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New York Men Jailed for 'Rip and Run' Asbestos Removals

UTICA, New York, February 16, 2009 (ENS) – A federal judge has sentenced two operators of asbestos abatement companies to prison for environmental crimes related to the illegal removal and disposal of asbestos in upstate New York.

U.S. District Judge David Hurd for the Northern District of New York handed John Wood of Plattsburgh a four year prison term and sentenced him to pay restitution of $854,166 to victims. Wood will be placed on supervised release for three years when he is released from prison.

The judge gave Curtis Collins of Willsboro a two year sentence, ordered him to pay $114,900 in restitution to victims and further ordered him to serve three years of supervised release.

Asbestos removal must meet strict standards designed to protect public and worker health. (Photo credit unknown)


Both defendants pleaded guilty to conspiring to violate the Clean Air Act and the mail fraud statute. Wood further pleaded guilty to contempt of court based on numerous new asbestos crimes that he committed while awaiting trial on the original charges.

In 2005, after being released from prison for unrelated felonies, Wood began operating an asbestos abatement company known as J & W Construction, Inc., according to the U.S. Justice Department.

An investigation conducted by special agents of the U.S. Environmental Protection Agency, with assistance from inspectors with the New York State Department of Labor’s Asbestos Control Bureau, uncovered Wood’s illegal activities.

Wood directed his employees to perform “rip and run” asbestos removals that, rather than removing all asbestos, dispersed and left substantial quantities behind, contaminating numerous businesses and homes. Some of the asbestos was buried on a farm in Willsboro that required the expenditure from the U.S. EPA’s Superfund to clean up.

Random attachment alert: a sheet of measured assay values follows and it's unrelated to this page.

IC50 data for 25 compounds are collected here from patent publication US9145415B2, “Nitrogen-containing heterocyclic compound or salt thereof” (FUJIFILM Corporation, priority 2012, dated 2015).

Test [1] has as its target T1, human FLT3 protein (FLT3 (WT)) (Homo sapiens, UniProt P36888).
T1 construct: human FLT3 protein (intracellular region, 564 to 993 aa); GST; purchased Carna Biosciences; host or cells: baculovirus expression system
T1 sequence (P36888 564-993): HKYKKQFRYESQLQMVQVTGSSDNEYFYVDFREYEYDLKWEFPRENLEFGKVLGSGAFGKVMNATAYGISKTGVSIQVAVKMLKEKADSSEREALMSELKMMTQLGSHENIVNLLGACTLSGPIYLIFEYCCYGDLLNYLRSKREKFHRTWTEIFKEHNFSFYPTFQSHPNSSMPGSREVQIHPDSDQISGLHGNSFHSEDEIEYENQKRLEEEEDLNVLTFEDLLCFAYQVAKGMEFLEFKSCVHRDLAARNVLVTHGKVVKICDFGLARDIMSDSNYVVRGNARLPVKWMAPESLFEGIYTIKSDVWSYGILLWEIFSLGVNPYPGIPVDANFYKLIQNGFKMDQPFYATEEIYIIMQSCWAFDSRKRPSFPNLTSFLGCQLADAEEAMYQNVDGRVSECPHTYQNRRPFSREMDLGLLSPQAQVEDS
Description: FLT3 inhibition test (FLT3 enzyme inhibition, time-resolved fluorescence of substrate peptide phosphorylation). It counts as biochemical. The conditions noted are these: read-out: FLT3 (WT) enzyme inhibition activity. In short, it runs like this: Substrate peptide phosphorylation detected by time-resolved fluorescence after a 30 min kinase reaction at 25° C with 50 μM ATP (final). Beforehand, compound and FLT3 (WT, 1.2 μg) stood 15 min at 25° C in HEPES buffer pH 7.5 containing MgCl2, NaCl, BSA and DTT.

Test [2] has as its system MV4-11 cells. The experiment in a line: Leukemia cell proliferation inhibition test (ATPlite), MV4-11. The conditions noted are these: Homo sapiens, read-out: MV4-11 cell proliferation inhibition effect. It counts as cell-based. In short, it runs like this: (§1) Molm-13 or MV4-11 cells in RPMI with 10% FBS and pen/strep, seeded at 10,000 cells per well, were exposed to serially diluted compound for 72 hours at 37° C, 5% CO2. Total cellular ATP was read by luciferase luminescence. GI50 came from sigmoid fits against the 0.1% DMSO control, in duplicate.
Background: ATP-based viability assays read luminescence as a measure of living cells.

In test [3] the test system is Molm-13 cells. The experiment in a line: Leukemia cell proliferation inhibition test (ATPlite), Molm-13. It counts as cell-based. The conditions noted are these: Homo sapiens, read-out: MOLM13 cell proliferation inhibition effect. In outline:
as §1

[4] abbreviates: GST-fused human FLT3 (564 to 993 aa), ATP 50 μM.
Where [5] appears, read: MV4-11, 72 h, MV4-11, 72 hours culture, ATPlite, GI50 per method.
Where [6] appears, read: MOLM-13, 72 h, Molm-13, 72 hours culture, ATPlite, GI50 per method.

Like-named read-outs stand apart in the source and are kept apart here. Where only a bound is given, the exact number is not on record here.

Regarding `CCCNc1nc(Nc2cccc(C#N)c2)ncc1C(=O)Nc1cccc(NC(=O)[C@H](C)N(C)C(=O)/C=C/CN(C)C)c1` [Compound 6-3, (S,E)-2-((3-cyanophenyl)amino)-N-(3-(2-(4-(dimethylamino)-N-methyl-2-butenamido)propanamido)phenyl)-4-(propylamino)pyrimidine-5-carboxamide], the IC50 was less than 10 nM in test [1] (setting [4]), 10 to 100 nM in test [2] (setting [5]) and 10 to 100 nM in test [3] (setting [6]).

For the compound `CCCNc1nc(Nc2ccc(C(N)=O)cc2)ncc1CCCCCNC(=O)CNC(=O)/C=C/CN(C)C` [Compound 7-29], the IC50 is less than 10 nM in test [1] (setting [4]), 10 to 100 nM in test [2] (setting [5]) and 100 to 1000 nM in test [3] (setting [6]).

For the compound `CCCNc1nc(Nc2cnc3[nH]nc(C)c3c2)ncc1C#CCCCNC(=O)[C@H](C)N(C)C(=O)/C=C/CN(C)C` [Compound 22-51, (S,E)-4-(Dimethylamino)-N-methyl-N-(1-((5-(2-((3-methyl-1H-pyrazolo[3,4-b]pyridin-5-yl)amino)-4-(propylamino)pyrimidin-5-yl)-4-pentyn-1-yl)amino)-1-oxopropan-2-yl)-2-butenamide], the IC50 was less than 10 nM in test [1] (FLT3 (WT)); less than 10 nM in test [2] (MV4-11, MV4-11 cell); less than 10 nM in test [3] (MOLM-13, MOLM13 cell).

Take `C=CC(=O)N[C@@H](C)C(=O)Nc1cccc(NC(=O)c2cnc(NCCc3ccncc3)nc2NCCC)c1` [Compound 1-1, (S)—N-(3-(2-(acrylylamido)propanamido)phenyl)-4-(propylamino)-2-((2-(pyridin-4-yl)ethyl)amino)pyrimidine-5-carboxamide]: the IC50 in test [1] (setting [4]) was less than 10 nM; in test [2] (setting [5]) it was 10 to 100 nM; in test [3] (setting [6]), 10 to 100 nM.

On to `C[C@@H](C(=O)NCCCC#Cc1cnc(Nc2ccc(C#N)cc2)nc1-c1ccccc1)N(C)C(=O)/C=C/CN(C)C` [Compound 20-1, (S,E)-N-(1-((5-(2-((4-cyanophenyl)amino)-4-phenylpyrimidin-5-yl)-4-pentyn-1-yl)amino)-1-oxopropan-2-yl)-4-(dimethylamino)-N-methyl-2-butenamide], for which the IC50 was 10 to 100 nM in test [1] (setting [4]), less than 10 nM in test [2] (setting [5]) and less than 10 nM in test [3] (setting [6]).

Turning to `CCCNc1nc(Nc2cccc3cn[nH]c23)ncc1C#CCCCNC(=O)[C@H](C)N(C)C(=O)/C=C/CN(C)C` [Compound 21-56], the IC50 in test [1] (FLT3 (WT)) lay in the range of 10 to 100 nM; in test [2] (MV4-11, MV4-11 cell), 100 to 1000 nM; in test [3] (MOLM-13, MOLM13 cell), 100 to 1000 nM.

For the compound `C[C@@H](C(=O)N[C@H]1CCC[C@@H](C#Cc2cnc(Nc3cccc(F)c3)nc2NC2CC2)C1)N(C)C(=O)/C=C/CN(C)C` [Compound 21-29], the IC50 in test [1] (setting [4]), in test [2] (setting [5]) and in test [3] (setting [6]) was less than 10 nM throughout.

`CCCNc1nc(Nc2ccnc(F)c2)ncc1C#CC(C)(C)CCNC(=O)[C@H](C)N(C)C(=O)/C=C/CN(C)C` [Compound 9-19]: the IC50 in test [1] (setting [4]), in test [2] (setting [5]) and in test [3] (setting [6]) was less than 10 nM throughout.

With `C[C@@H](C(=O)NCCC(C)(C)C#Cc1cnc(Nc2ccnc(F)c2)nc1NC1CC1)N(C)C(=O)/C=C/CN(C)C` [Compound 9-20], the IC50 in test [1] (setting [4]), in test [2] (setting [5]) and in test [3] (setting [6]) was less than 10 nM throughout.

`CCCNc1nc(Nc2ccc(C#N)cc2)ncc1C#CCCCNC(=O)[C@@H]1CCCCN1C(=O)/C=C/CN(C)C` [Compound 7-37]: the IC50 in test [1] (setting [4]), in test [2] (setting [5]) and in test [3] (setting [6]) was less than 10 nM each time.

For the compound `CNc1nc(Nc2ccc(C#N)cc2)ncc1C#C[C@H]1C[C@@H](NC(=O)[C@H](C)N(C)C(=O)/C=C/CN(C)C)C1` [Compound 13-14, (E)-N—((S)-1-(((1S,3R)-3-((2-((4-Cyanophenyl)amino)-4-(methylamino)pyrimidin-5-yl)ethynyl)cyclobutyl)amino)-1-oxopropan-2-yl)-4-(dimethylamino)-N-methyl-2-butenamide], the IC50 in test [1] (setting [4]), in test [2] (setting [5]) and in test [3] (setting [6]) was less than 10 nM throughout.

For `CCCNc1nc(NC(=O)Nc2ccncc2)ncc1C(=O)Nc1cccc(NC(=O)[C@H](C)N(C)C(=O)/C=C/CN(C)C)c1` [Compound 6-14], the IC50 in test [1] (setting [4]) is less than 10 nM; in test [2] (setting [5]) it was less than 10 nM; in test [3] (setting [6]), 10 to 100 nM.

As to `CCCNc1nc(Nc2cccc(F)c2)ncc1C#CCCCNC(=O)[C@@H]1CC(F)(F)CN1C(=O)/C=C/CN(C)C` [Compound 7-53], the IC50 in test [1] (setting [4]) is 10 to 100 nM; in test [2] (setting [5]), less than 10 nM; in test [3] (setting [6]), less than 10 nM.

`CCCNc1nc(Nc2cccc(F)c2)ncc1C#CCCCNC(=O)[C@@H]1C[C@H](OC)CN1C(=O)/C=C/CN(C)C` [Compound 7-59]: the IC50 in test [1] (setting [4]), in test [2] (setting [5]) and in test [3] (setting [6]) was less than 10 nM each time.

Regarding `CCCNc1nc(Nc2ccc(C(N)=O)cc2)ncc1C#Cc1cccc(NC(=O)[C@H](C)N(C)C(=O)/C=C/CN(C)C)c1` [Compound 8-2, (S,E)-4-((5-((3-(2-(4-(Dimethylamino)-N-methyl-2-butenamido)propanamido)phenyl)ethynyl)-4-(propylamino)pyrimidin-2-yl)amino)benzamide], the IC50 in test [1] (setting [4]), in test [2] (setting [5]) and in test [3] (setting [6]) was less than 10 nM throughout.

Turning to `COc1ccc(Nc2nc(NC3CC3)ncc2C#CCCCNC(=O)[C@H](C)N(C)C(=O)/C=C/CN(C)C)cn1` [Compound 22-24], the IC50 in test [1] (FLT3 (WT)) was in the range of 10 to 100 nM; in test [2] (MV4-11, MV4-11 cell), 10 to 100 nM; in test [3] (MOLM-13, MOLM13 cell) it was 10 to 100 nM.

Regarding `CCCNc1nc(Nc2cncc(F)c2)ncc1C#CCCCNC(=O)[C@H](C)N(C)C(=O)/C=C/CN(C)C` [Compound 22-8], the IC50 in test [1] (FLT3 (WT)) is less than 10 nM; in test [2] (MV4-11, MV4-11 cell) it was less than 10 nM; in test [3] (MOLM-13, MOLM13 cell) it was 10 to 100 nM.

The U.S. EPA has determined that there is no safe level of exposure to asbestos. When inhaled, the fibrous mineral causes lung cancer, asbestosis and mesothelioma, an invariably fatal disease. Asbestos diseases may exist for decades before they are diagnosed, making treatment difficult.

To deceive clients into believing that all of the asbestos had been removed and that their businesses and homes were safe to reoccupy, Wood utilized the services of Mark Desnoyers, a licensed air monitor from Plattsburgh. Desnoyers was the owner of Adirondack Environmental Associates.

Desnoyers falsified air samples so that laboratory results appeared to prove that all asbestos had been removed from homes and businesses when in fact they remained seriously contaminated.

Wood testified against Desnoyers during a two-week long trial last September.

Collins worked for Wood and also ran Adirondack Asbestos. He pleaded guilty and cooperated with the U.S. Justice Department by testifying against Desnoyers at trial.

Desnoyers was convicted of all counts of an indictment charging him with a Clean Air Act and mail fraud conspiracy and related violations. Desnoyers goes before Judge Hurd for sentencing on March 13.

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